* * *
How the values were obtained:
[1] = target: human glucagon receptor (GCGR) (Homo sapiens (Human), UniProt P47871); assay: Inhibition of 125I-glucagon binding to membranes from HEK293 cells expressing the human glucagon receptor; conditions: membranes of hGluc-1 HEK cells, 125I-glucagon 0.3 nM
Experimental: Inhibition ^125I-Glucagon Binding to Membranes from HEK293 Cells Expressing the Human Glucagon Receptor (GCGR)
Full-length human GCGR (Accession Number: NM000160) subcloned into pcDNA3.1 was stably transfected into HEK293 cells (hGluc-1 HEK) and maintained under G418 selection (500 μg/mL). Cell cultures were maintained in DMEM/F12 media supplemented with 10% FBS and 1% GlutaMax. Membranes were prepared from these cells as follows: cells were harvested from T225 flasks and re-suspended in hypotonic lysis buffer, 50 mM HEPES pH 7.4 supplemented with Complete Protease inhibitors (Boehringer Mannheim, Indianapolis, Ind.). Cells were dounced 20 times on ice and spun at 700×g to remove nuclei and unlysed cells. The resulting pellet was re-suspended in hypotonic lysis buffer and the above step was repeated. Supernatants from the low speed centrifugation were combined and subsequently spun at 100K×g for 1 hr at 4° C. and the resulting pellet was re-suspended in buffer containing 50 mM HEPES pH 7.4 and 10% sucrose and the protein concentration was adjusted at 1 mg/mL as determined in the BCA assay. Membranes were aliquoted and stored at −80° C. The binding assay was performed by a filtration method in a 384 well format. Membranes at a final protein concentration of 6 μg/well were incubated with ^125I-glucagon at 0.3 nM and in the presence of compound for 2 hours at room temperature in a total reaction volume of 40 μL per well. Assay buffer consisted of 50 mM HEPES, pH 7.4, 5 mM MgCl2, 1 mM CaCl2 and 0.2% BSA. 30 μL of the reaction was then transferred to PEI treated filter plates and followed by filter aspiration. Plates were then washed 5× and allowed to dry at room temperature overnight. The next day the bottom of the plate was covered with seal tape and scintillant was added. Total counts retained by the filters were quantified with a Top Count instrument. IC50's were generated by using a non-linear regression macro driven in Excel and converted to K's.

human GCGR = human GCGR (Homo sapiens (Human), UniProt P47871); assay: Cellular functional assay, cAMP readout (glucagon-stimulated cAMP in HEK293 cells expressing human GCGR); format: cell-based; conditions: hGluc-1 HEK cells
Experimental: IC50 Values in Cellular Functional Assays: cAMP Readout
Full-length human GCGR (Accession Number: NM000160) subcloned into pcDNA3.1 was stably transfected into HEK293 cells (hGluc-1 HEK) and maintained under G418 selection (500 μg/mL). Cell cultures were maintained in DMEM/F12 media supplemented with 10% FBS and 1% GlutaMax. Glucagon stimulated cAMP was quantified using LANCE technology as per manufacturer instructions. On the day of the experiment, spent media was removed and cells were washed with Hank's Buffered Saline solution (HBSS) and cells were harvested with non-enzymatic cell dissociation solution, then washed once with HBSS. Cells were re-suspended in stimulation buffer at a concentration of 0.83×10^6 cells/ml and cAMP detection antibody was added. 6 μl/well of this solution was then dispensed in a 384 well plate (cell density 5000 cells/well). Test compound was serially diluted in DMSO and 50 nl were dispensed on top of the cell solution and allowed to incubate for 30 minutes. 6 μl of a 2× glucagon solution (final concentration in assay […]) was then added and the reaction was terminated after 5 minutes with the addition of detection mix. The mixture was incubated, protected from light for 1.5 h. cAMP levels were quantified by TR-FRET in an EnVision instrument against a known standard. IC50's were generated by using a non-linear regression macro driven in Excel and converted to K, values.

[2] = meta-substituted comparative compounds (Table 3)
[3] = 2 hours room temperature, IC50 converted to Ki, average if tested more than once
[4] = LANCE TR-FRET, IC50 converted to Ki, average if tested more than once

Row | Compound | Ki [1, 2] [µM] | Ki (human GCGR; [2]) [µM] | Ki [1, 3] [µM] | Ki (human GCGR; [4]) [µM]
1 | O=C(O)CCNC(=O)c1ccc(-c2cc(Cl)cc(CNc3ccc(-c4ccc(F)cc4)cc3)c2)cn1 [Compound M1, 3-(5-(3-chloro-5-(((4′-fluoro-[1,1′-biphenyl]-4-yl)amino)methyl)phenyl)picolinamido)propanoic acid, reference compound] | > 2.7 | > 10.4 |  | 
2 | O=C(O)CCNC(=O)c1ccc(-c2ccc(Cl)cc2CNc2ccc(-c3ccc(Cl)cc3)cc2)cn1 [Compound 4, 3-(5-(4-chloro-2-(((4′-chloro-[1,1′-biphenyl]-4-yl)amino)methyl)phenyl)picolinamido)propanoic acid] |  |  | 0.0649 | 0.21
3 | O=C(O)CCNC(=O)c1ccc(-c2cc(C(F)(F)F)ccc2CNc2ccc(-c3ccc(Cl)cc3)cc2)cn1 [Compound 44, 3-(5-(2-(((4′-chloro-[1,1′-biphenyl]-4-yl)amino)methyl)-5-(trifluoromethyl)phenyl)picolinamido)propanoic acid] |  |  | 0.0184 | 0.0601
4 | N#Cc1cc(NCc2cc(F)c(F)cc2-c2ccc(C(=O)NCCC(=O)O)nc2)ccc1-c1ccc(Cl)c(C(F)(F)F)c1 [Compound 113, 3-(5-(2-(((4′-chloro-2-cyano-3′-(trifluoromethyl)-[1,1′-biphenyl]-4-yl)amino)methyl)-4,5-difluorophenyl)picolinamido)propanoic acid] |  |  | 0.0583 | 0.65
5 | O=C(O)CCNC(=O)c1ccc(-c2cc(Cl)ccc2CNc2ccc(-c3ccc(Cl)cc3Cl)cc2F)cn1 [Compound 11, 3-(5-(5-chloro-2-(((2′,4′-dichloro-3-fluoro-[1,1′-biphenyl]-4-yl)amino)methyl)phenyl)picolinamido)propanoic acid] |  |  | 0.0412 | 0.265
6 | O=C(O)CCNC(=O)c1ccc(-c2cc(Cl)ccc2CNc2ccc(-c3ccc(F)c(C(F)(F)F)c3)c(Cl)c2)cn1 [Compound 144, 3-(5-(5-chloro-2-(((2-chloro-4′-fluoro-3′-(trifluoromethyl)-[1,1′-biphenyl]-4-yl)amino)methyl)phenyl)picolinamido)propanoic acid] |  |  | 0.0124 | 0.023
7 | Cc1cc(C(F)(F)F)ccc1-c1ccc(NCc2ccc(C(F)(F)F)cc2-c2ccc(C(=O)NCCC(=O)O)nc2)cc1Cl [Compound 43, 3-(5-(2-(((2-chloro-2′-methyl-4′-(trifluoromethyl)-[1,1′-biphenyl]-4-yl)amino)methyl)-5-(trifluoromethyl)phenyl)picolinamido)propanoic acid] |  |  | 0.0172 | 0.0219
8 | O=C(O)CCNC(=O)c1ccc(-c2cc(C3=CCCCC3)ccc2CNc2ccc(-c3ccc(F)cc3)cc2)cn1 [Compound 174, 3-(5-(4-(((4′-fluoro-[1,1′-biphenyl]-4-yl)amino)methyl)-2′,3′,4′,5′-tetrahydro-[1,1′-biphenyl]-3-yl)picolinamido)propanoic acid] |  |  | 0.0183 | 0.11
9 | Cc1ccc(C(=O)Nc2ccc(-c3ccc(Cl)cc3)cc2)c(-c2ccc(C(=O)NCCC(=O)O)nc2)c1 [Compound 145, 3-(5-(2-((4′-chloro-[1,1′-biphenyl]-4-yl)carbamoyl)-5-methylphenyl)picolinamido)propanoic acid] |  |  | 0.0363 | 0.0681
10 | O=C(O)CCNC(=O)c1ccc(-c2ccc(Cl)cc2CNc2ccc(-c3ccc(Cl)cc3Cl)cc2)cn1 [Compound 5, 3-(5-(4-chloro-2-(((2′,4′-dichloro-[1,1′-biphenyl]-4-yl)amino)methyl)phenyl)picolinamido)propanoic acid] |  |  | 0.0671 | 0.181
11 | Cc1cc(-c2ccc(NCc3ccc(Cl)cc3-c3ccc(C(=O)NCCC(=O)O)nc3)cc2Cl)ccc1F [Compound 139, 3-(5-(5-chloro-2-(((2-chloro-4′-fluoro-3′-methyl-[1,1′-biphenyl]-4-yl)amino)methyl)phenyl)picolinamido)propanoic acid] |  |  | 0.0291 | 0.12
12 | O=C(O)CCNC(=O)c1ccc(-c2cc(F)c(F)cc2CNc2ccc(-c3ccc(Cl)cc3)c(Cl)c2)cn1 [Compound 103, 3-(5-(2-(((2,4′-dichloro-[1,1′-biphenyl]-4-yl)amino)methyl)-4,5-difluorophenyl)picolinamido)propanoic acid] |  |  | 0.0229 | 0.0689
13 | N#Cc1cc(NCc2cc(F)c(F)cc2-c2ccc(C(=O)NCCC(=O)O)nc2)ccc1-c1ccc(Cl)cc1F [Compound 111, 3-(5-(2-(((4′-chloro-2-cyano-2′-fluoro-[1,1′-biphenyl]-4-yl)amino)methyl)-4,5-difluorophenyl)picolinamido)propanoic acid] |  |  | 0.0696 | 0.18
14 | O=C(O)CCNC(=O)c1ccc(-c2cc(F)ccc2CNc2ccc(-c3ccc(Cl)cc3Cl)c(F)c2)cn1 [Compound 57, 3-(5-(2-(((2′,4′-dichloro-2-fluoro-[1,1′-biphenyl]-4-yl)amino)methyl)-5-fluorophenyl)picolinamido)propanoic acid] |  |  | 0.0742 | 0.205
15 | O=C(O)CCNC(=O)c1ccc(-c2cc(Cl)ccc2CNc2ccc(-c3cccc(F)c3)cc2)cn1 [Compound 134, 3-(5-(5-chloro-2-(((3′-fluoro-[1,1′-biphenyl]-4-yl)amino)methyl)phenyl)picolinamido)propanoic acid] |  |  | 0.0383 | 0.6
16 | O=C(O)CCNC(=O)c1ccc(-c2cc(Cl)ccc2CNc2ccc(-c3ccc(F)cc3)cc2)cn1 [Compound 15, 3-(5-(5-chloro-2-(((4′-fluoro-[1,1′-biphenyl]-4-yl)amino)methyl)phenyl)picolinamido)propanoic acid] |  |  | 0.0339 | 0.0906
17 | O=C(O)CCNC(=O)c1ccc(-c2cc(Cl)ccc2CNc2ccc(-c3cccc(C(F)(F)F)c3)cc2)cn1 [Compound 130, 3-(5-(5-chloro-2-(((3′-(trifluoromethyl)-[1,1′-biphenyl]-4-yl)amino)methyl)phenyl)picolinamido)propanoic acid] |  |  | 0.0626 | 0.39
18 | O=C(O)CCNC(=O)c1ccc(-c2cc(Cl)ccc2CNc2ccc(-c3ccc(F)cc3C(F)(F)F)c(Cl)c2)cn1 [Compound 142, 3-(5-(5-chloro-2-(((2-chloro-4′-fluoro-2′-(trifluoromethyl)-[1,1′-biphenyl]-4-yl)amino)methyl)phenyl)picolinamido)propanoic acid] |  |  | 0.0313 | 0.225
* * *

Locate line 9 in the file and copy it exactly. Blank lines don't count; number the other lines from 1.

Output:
[3] = 2 hours room temperature, IC50 converted to Ki, average if tested more than once